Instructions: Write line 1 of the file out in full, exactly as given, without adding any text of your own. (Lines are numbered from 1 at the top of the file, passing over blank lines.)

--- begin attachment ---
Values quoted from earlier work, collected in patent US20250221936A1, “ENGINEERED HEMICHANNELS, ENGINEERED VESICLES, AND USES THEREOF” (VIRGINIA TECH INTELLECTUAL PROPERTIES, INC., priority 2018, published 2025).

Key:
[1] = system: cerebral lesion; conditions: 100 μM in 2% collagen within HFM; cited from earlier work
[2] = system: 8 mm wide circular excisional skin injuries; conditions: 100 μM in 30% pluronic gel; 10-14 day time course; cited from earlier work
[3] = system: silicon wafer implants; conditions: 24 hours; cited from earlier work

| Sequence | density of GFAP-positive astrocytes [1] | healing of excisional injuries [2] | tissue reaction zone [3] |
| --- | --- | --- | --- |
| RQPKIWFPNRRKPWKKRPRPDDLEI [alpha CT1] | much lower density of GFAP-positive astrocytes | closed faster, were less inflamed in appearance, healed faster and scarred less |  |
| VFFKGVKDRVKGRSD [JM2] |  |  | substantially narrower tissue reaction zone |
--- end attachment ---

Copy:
Values quoted from earlier work, collected in patent US20250221936A1, “ENGINEERED HEMICHANNELS, ENGINEERED VESICLES, AND USES THEREOF” (VIRGINIA TECH INTELLECTUAL PROPERTIES, INC., priority 2018, published 2025).